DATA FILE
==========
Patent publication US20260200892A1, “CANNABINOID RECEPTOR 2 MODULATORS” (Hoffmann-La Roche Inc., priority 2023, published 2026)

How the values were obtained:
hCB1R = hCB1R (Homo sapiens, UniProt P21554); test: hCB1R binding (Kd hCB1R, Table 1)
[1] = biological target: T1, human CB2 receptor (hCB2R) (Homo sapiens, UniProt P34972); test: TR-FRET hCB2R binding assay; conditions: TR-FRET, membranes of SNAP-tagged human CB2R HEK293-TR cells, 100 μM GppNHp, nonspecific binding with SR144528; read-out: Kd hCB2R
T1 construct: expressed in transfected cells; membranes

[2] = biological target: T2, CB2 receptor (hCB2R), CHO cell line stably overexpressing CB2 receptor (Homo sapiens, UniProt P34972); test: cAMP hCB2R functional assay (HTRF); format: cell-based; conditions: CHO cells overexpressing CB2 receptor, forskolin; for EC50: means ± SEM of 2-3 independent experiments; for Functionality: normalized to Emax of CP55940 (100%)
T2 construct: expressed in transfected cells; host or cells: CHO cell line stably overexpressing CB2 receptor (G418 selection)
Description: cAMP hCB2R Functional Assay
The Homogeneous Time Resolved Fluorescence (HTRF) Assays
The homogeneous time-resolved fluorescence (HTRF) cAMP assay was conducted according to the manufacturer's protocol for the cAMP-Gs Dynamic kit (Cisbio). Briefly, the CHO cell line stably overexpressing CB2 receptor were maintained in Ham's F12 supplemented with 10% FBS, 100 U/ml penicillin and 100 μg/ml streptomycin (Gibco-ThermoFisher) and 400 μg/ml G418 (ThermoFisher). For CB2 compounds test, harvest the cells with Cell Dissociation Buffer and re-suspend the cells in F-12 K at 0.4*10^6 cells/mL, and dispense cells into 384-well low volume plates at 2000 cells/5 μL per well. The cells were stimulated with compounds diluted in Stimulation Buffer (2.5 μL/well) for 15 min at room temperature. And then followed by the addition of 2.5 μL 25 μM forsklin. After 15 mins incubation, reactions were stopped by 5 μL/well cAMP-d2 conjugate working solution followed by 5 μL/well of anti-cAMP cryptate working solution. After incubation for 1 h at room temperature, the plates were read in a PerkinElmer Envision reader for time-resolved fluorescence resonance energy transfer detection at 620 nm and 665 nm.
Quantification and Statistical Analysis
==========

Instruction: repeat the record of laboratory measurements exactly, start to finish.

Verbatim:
Patent publication US20260200892A1, “CANNABINOID RECEPTOR 2 MODULATORS” (Hoffmann-La Roche Inc., priority 2023, published 2026)

How the values were obtained:
hCB1R = hCB1R (Homo sapiens, UniProt P21554); test: hCB1R binding (Kd hCB1R, Table 1)
[1] = biological target: T1, human CB2 receptor (hCB2R) (Homo sapiens, UniProt P34972); test: TR-FRET hCB2R binding assay; conditions: TR-FRET, membranes of SNAP-tagged human CB2R HEK293-TR cells, 100 μM GppNHp, nonspecific binding with SR144528; read-out: Kd hCB2R
T1 construct: expressed in transfected cells; membranes

[2] = biological target: T2, CB2 receptor (hCB2R), CHO cell line stably overexpressing CB2 receptor (Homo sapiens, UniProt P34972); test: cAMP hCB2R functional assay (HTRF); format: cell-based; conditions: CHO cells overexpressing CB2 receptor, forskolin; for EC50: means ± SEM of 2-3 independent experiments; for Functionality: normalized to Emax of CP55940 (100%)
T2 construct: expressed in transfected cells; host or cells: CHO cell line stably overexpressing CB2 receptor (G418 selection)
Description: cAMP hCB2R Functional Assay
The Homogeneous Time Resolved Fluorescence (HTRF) Assays
The homogeneous time-resolved fluorescence (HTRF) cAMP assay was conducted according to the manufacturer's protocol for the cAMP-Gs Dynamic kit (Cisbio). Briefly, the CHO cell line stably overexpressing CB2 receptor were maintained in Ham's F12 supplemented with 10% FBS, 100 U/ml penicillin and 100 μg/ml streptomycin (Gibco-ThermoFisher) and 400 μg/ml G418 (ThermoFisher). For CB2 compounds test, harvest the cells with Cell Dissociation Buffer and re-suspend the cells in F-12 K at 0.4*10^6 cells/mL, and dispense cells into 384-well low volume plates at 2000 cells/5 μL per well. The cells were stimulated with compounds diluted in Stimulation Buffer (2.5 μL/well) for 15 min at room temperature. And then followed by the addition of 2.5 μL 25 μM forsklin. After 15 mins incubation, reactions were stopped by 5 μL/well cAMP-d2 conjugate working solution followed by 5 μL/well of anti-cAMP cryptate working solution. After incubation for 1 h at room temperature, the plates were read in a PerkinElmer Envision reader for time-resolved fluorescence resonance energy transfer detection at 620 nm and 665 nm.
Quantification and Statistical Analysis